The Well of Loneliness, by Radclyffe Hall

Chapter Eighteen

On a beautiful evening three weeks later, Stephen took Angela over Morton. They had had tea with Anna and Puddle, and Anna had been coldly polite to this friend of her daughter’s, but Puddle’s manner had been rather resentful — she deeply mistrusted Angela Crossby. But now Stephen was free to show Angela Morton, and this she did gravely, as though something sacred were involved in this first introduction to her home, as though Morton itself must feel that the coming of this small, fair-haired woman was in some way momentous. Very gravely, then, they went over the house — even into Sir Philip’s old study.

From the house they made their way to the stables, and still grave, Stephen told her friend about Raftery. Angela listened, assuming an interest she was very far from feeling — she was timid of horses, but she liked to hear the girl’s rather gruff voice, such an earnest young voice, it intrigued her. She was thoroughly frightened when Raftery sniffed her and then blew through his nostrils as though disapproving, and she started back with a sharp exclamation, so that Stephen slapped him on his glossy grey shoulder: ‘Stop it, Raftery, come up!’ And Raftery, disgusted, went and blew on his oats to express his hurt feelings.

They left him and wandered away through the gardens, and quite soon poor Raftery was almost forgotten, for the gardens smelt softly of night-scented stock, and of other pale flowers that smell sweetest at evening, and Stephen was thinking that Angela Crossby resembled such flowers — very fragrant and pale she was, so Stephen said to her gently: ‘You seem to belong to Morton.’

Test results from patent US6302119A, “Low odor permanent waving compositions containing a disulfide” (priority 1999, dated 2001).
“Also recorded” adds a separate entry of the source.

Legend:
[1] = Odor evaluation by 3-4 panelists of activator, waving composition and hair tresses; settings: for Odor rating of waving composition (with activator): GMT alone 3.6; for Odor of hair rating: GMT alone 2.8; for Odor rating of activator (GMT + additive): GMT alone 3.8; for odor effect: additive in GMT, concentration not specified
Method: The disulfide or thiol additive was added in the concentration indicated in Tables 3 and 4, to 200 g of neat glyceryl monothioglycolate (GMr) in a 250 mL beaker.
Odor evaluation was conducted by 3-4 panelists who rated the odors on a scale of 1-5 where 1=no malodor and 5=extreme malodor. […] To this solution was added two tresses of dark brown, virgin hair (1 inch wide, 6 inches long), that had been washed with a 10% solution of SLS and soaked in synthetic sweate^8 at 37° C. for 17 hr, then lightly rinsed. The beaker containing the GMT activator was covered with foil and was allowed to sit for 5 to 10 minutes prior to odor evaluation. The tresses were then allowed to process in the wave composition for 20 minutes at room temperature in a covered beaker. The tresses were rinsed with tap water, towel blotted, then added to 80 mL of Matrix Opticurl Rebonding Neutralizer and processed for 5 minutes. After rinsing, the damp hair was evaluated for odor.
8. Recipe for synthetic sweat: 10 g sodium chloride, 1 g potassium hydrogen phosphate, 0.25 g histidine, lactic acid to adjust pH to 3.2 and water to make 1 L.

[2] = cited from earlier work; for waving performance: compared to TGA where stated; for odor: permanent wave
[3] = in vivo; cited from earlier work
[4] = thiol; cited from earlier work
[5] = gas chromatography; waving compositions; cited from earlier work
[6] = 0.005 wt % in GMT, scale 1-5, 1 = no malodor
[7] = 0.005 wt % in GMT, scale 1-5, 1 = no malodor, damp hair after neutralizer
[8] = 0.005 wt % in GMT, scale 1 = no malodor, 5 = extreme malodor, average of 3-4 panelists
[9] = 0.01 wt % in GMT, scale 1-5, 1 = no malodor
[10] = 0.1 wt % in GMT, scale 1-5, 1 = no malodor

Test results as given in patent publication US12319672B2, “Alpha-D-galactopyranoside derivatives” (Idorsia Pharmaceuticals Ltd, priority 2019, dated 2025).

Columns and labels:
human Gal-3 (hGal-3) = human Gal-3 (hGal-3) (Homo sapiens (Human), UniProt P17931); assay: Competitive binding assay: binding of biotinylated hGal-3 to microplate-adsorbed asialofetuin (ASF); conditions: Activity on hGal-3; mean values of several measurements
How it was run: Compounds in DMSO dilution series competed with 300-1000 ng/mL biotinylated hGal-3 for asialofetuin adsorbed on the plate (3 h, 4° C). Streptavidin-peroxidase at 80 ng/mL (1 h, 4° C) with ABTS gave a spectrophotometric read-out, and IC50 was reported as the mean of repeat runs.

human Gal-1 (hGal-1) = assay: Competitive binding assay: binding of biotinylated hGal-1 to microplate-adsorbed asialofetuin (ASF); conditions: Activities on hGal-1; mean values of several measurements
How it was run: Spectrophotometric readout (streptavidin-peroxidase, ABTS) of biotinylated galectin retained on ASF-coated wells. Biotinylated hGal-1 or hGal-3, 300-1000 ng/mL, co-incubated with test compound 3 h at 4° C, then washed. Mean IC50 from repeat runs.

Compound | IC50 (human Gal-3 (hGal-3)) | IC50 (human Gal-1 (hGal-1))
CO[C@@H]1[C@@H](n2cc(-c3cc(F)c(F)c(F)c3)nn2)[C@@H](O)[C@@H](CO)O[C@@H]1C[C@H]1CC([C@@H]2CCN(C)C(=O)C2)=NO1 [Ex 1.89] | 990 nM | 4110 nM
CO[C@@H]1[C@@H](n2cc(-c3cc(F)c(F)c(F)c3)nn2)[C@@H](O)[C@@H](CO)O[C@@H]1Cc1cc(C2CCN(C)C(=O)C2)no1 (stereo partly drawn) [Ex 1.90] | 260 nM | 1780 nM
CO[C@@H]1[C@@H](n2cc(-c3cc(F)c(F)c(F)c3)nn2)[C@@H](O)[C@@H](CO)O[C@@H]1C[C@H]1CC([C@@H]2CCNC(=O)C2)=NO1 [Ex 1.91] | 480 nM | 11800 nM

Angela smiled a slow, questioning smile: ‘You think so, Stephen?’ And Stephen answered: ‘I do, because Morton and I are one,’ and she scarcely understood the portent of her words; but Angela, understanding, spoke quickly:

‘Oh, I belong nowhere — you forget I’m the stranger.’

‘I know that you’re you,’ said Stephen.

They walked on in silence while the light changed and deepened, growing always more golden and yet more elusive. And the birds, who loved that strange light, sang singly and then all together: ‘We’re happy, Stephen!’

And turning to Angela, Stephen answered the birds: ‘Your being here makes me so happy.’

‘If that’s true, then why are you so shy of my name?’

‘Angela —’ mumbled Stephen.

Then Angela said: ‘It’s just over three weeks since we met — how quickly our friendship’s happened. I suppose it was meant, I believe in Kismet. You were awfully scared that first day at The Grange; why were you so scared?’

Stephen answered slowly: ‘I’m frightened now — I’m frightened of you.’

‘Yet you’re stronger than I am-’

Yes, that’s why I’m so frightened, you make me feel strong — do you want to do that?’

Well — perhaps — you’re so very unusual, Stephen.’

‘Am I?’

‘Of course, don’t you know that you are? Why, you’re altogether different from other people.’

Stephen trembled a little: ‘Do you mind?’ she faltered.